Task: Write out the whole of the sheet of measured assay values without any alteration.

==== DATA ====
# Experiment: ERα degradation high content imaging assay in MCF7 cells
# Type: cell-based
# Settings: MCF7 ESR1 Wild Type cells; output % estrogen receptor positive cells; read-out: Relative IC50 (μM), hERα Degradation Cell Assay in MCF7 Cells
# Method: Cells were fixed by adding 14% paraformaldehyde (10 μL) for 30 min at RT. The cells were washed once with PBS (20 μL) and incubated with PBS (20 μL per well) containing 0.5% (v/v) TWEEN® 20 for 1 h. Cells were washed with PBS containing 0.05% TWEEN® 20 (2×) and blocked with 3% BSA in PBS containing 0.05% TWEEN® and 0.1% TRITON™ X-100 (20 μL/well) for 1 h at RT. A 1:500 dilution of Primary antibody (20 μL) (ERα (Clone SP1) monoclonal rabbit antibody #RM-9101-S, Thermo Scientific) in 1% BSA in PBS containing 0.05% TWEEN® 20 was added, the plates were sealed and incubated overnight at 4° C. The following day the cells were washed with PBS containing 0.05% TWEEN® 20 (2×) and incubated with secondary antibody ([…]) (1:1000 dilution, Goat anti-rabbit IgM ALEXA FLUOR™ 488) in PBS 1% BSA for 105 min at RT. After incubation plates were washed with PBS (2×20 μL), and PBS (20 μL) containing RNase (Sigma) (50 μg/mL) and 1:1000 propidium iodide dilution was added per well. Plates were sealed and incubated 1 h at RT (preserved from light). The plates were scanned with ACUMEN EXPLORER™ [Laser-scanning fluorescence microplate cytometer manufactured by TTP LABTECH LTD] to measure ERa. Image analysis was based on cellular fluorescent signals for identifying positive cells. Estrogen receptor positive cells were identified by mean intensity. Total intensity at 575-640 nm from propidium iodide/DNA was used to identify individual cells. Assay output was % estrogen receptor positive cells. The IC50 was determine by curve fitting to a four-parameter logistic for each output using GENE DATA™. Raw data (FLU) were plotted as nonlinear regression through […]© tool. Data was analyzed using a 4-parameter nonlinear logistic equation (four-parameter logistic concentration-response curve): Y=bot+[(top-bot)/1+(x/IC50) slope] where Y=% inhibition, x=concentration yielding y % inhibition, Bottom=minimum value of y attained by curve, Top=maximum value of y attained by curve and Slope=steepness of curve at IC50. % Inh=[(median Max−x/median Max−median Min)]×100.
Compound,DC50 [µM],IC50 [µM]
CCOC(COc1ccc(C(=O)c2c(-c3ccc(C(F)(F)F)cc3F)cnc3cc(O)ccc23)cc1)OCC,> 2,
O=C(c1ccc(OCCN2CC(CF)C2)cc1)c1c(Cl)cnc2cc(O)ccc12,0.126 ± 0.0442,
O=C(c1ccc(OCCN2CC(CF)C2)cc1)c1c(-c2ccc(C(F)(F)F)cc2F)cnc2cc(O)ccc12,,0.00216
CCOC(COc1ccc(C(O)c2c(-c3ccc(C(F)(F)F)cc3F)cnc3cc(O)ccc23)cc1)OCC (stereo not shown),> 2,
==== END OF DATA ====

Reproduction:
# Experiment: ERα degradation high content imaging assay in MCF7 cells
# Type: cell-based
# Settings: MCF7 ESR1 Wild Type cells; output % estrogen receptor positive cells; read-out: Relative IC50 (μM), hERα Degradation Cell Assay in MCF7 Cells
# Method: Cells were fixed by adding 14% paraformaldehyde (10 μL) for 30 min at RT. The cells were washed once with PBS (20 μL) and incubated with PBS (20 μL per well) containing 0.5% (v/v) TWEEN® 20 for 1 h. Cells were washed with PBS containing 0.05% TWEEN® 20 (2×) and blocked with 3% BSA in PBS containing 0.05% TWEEN® and 0.1% TRITON™ X-100 (20 μL/well) for 1 h at RT. A 1:500 dilution of Primary antibody (20 μL) (ERα (Clone SP1) monoclonal rabbit antibody #RM-9101-S, Thermo Scientific) in 1% BSA in PBS containing 0.05% TWEEN® 20 was added, the plates were sealed and incubated overnight at 4° C. The following day the cells were washed with PBS containing 0.05% TWEEN® 20 (2×) and incubated with secondary antibody ([…]) (1:1000 dilution, Goat anti-rabbit IgM ALEXA FLUOR™ 488) in PBS 1% BSA for 105 min at RT. After incubation plates were washed with PBS (2×20 μL), and PBS (20 μL) containing RNase (Sigma) (50 μg/mL) and 1:1000 propidium iodide dilution was added per well. Plates were sealed and incubated 1 h at RT (preserved from light). The plates were scanned with ACUMEN EXPLORER™ [Laser-scanning fluorescence microplate cytometer manufactured by TTP LABTECH LTD] to measure ERa. Image analysis was based on cellular fluorescent signals for identifying positive cells. Estrogen receptor positive cells were identified by mean intensity. Total intensity at 575-640 nm from propidium iodide/DNA was used to identify individual cells. Assay output was % estrogen receptor positive cells. The IC50 was determine by curve fitting to a four-parameter logistic for each output using GENE DATA™. Raw data (FLU) were plotted as nonlinear regression through […]© tool. Data was analyzed using a 4-parameter nonlinear logistic equation (four-parameter logistic concentration-response curve): Y=bot+[(top-bot)/1+(x/IC50) slope] where Y=% inhibition, x=concentration yielding y % inhibition, Bottom=minimum value of y attained by curve, Top=maximum value of y attained by curve and Slope=steepness of curve at IC50. % Inh=[(median Max−x/median Max−median Min)]×100.
Compound,DC50 [µM],IC50 [µM]
CCOC(COc1ccc(C(=O)c2c(-c3ccc(C(F)(F)F)cc3F)cnc3cc(O)ccc23)cc1)OCC,> 2,
O=C(c1ccc(OCCN2CC(CF)C2)cc1)c1c(Cl)cnc2cc(O)ccc12,0.126 ± 0.0442,
O=C(c1ccc(OCCN2CC(CF)C2)cc1)c1c(-c2ccc(C(F)(F)F)cc2F)cnc2cc(O)ccc12,,0.00216
CCOC(COc1ccc(C(O)c2c(-c3ccc(C(F)(F)F)cc3F)cnc3cc(O)ccc23)cc1)OCC (stereo not shown),> 2,